There’s no doubt that where we’ve been has an effect on who we are. Sanctified common sense tells us not to ignore the past. But the post hoc fallacy warns us against giving too much power to the past. According to the Scriptures, the most important stuff in life flows inexorably from the human heart, not from our human histories. For all of us there’s A before B in our personal stories, but the notion that therefore A has caused B is not only illogical, it’s unbiblical.

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31 thoughts on “Your Heart Matters More Than Your History”

  1. Wesley says:

    Great post KD. I’m with you on both the need for people to understand logic today and the abuse of this simple logical fallacy. I think it occurs so much b/c it requires less work to truly determine what’s going on in our hearts. We get to become the Columbos of our own hearts and say, ‘aha! How can i pass off the responsibility for what’s presently going on in my heart? Oh, yes, this happened therefore i had no choice really.” Of course, this is not always the case, but immediately jumping to this fallacy i think is more common than we’d like to admit when dealing with any number of sin issues.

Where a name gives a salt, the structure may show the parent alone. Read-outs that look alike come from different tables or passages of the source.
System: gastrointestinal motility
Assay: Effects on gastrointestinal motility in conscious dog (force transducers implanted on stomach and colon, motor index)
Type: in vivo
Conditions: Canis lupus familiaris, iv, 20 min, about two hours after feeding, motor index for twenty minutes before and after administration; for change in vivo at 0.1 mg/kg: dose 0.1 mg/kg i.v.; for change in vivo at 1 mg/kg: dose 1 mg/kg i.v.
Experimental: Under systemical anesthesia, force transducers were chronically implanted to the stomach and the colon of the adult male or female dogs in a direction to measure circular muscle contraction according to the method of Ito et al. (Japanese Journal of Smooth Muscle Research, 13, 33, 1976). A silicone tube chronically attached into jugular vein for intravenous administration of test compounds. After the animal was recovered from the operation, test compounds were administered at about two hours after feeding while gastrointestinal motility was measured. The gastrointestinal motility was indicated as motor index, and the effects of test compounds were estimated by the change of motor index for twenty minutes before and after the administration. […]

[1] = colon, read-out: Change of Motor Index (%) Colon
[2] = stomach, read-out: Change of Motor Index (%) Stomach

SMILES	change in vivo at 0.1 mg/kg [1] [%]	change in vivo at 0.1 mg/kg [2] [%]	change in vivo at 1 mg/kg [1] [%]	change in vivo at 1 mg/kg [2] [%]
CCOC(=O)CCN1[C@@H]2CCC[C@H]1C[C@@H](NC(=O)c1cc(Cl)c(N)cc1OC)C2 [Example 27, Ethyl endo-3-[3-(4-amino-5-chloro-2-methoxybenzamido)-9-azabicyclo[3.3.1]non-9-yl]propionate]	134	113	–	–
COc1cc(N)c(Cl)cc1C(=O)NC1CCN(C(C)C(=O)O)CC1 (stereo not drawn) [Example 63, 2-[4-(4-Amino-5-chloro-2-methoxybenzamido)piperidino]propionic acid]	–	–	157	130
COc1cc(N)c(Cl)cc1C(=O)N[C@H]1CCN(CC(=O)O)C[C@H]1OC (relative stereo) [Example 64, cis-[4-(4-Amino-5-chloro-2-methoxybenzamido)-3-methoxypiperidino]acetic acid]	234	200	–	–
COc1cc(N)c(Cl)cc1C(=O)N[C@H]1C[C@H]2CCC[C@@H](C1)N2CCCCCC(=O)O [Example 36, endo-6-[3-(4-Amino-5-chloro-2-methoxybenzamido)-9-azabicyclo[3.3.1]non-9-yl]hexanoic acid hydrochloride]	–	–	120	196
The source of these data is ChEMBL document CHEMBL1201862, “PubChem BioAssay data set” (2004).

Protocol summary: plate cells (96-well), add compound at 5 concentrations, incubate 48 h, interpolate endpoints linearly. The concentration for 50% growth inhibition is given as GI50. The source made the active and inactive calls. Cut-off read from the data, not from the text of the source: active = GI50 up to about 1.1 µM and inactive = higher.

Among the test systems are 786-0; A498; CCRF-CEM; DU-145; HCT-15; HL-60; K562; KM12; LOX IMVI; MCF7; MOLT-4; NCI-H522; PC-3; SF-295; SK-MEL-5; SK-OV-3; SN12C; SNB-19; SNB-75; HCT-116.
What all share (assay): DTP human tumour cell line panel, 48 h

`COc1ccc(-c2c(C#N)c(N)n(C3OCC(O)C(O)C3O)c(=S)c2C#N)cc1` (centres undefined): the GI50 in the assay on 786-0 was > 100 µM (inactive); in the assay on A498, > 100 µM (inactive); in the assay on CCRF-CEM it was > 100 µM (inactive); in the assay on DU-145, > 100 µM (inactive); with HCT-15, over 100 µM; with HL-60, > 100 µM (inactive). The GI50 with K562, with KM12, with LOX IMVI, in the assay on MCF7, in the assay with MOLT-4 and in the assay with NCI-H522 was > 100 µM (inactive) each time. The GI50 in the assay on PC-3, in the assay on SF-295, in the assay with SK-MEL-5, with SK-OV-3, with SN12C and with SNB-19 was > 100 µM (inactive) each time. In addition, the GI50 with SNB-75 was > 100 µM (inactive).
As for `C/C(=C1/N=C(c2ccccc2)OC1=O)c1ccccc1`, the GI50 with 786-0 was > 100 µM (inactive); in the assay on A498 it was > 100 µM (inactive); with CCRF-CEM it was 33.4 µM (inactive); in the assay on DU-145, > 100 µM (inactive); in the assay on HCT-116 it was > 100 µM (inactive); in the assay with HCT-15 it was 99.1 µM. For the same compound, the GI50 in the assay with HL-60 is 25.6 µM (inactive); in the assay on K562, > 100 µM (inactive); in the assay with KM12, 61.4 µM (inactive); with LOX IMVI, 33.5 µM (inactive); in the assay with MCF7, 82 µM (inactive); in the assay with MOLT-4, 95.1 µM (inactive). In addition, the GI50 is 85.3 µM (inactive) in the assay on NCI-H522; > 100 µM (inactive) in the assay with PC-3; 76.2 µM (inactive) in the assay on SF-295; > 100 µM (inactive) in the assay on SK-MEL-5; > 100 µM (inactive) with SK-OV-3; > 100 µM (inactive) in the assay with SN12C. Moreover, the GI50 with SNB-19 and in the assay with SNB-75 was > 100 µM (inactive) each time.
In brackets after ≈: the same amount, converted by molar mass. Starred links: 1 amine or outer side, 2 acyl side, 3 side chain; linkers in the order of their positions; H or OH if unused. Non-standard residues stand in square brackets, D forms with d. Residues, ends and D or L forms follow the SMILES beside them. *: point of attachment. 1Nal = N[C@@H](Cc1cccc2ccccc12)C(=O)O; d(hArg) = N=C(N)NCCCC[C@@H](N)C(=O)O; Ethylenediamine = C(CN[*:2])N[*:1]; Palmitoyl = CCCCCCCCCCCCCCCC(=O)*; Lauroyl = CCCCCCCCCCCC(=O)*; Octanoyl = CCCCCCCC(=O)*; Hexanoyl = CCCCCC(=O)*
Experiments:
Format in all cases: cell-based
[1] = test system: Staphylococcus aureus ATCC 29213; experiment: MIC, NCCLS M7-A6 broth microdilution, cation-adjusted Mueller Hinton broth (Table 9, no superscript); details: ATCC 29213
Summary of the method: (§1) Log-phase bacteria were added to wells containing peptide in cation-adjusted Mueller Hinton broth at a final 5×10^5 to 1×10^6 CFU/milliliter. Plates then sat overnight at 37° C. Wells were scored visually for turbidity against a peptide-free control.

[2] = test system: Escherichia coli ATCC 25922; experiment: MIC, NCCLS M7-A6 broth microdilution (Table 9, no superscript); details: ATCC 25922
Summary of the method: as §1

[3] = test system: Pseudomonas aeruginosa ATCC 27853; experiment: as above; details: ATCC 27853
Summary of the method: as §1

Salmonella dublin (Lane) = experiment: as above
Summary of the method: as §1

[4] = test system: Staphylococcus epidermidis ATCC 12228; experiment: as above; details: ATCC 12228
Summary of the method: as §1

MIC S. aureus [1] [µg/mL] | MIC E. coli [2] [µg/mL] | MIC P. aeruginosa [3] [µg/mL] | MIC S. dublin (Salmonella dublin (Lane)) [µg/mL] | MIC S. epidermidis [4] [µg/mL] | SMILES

2. Aaron says:

    Depends what you mean by the word “caused”. You hinted at it with “not giving too much power”. Ok, and agreed wholeheartedly. But, what about secondary causes, like letting a guard down towards certain behaviors that lead towards greater sins? I’m not saying you just blame your past and thus “pass the buck” in some sense. But, pointing out that an event led to a thinking, that led to an experiment that led to a certain sin struggle is wise and discerning.